Written by Justin Miller
(A highly commended runner-up entry in the Travel and Water Writing Competition.)
Zanzibar, Timbuktu, Calcutta, Malacca. For me and probably for many British people, those names carry an air of exotic mystery. They bring to mind boy’s own adventure stories from the days of empire, Kiplingesque fantasies of colourful locals and the taste of spice-laden delicacies eaten after hacking one’s way through ten miles of snake-infested jungle.
So when the chance arose to visit Malacca, I immediately packed my pith helmet and a copy of Flashman’s lady and set off to parts unknown with an Errol Flynn air. I found myself on a boat on the Malacca River.
This river is where crowds gather to hurl mandarin oranges into the water on Chinese Valentine’s Day. Aspiring lovers write the name of their beloved on the orange and give it to the deep that their ardour maybe transported via the waves.
It runs through the centre of a city made charming with its old colonial architecture and 1930’s shophouses. It was here, gazing into the depths as the boat chugged along, that I had cause to contemplate Malacca’s watery history.
Not watery in the sense of being watered-down but rather watery in its many links to the liquid in question. Malacca sits on the coast of Malaysia, looking out over the Malacca Strait and its history is formed by this location. Parameswara, the pirate or prince (sources disagree) who founded the city sailed up the strait on the run from his enemies in Sumatra and named the city for the tree he rested under when the inspiration arose.
Later, when the Sultan of Malacca married a Chinese princess: Hang Li Poh, he gave her some land into which he sank a well. This well, being of strategic importance, was regularly poisoned by enemies seeking to weaken the city’s defenders. It now sits alongside a charming little temple to the god of wealth, in the shadow of Bukit Cina – China Hill, the site of the largest Chinese graveyard outside China and, perhaps strangely, a good place for a stroll.
The strait, besides bringing Malacca’s founder, brought invaders. The Portuguese, Dutch and finally the British, all sailed up this stretch of coast to take control of the city. The exquisite remains of the 16th century Portuguese fort still sits in what is now the centre of the old town. 500 years ago it was the coastline. Standing there near the whitewashed adobe and looking out, one can see the new shopping centres sparkling in the bright sun. Looking the other way,
one sees St Paul’s hill with the somewhat gothic ruins of the old Dutch church atop its summit.
These historical remnants make Malacca something special in an area of the world that tends towards demolition over preservation.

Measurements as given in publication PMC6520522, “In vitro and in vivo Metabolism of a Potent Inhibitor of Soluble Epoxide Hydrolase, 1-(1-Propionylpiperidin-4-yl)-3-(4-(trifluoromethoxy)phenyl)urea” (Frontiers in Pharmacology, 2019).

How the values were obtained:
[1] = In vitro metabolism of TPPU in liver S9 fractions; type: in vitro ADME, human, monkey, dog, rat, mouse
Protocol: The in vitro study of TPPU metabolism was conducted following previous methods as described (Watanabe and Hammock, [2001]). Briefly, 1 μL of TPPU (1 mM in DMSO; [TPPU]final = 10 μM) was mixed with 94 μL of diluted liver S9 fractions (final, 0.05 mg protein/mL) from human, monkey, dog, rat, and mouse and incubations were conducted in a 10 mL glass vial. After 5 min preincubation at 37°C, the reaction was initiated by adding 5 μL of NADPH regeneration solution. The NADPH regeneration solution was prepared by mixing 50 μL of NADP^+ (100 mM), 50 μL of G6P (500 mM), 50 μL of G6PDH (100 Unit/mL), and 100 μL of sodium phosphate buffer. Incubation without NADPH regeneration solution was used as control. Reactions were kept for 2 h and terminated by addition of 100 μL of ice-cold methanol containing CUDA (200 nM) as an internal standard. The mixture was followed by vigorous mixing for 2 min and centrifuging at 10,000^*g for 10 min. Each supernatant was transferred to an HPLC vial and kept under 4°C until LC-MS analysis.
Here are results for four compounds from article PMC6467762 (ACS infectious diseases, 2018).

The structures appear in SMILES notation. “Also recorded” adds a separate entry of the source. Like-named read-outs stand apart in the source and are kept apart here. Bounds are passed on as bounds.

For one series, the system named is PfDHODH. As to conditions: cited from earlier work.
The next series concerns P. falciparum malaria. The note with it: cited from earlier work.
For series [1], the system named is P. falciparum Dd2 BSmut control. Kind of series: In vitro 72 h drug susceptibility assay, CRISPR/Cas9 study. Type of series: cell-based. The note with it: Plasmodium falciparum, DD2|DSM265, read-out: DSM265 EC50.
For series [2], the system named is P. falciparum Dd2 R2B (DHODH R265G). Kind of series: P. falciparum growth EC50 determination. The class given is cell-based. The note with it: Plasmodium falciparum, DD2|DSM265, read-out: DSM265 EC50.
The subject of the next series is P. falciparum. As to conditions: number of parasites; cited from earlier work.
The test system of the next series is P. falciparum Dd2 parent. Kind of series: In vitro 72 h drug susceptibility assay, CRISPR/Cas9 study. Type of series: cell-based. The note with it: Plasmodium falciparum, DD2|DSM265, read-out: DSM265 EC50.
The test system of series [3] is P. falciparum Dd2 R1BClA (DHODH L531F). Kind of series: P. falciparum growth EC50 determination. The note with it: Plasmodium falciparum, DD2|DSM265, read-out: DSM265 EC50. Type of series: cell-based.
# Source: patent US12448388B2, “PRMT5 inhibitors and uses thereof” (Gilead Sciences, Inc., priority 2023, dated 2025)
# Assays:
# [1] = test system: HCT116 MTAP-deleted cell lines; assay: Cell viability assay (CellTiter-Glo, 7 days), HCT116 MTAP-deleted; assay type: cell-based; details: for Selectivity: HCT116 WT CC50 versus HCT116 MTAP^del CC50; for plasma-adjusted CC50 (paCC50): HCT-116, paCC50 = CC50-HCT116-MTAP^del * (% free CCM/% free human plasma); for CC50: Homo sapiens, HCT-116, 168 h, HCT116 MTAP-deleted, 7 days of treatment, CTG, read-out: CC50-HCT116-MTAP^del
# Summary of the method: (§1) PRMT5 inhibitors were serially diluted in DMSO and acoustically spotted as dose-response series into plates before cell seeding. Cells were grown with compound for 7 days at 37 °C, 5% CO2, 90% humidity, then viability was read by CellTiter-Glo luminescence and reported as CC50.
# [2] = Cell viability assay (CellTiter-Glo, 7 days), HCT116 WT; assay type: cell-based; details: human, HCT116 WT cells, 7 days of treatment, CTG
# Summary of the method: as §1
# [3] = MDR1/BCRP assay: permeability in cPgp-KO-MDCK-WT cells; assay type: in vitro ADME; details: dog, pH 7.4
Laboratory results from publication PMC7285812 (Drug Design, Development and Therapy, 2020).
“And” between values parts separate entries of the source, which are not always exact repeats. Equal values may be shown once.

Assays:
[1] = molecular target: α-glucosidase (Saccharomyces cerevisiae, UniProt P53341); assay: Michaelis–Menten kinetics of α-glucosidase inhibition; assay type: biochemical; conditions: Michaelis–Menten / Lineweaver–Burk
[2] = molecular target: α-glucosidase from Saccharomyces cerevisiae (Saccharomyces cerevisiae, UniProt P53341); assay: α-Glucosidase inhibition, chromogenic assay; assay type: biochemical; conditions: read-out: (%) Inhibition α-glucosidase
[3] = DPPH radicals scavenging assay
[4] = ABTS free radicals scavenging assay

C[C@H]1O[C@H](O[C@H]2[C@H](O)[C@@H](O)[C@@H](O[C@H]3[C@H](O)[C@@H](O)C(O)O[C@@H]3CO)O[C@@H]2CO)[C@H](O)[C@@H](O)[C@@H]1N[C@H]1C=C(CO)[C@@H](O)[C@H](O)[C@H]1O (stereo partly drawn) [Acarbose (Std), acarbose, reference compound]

Of all Malacca’s colonists however, it is the British that have left the most enduring influence. It can be seen in the lamp chops sold in the local kopitiams (Chinese coffee-shops) and the toast that is a prevalent snack, served with kaya (coconut jam) and thick slices of butter. In fact, wandering down the beautiful little back lanes amidst the palms and mango trees, one sometimes gets a strange feeling of being in a sort of exotic Britain. Malacca is certainly its own place and very Malaysian, but its colonial past permeates it in a most pleasing way.
Water is also important to some of the communities that form Malacca’s cultural landscape. In Ujong Pasir (Sandy End), looking out over the bay, sits the Portuguese Settlement. This area is
inhabited by the descendants of the Portuguese colonists who intermarried with local Malays. Apart from being able to enjoy a local speciality here, Ikan Bakar (barbecued fish), the armchair linguists amongst you may find it interesting to listen to the dialect of 16th century Portuguese that the locals still speak as their first language. What is more, the Portuguese Malaccans are traditionally fishermen and can be seen selling their catch on roadside verges all over the district, so you can be sure that your fish will be fanatically fresh.
In fact, 750 words is scarce enough to break the surface of the veritable lake of Malacca’s watery connections. I haven’t even begun to talk about The Chinese goddess of the sea that is worshipped here in one of the most elaborate and breathtakingly beautiful Buddhist temples in Malaysia, or the natural hot springs just outside town. I could go on, but I suppose you’ll just have to come and see for yourself.
POSTED 30th SEPTEMBER 2016 by STE Web Editor STEVE HANSON on behalf of JUSTIN MILLER. The photograph is courtesy of PIXABAY.